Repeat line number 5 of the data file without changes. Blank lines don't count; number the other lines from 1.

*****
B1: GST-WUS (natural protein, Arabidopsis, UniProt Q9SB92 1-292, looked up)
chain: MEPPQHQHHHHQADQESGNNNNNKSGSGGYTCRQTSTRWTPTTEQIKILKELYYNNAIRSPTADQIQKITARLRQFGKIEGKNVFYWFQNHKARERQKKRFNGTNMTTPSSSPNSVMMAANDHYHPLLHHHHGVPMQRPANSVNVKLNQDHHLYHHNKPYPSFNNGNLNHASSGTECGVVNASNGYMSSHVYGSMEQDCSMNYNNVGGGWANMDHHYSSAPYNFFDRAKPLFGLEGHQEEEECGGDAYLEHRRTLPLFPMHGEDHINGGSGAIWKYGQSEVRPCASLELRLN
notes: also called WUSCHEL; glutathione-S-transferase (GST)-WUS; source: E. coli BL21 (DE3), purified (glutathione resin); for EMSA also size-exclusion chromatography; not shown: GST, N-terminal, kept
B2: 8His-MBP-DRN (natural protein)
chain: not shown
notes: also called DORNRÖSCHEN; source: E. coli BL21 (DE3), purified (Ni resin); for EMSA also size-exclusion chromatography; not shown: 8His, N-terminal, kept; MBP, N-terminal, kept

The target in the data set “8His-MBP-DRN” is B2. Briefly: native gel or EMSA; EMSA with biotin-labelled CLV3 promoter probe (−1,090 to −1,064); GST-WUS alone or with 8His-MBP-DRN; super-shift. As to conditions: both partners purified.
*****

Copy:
chain: not shown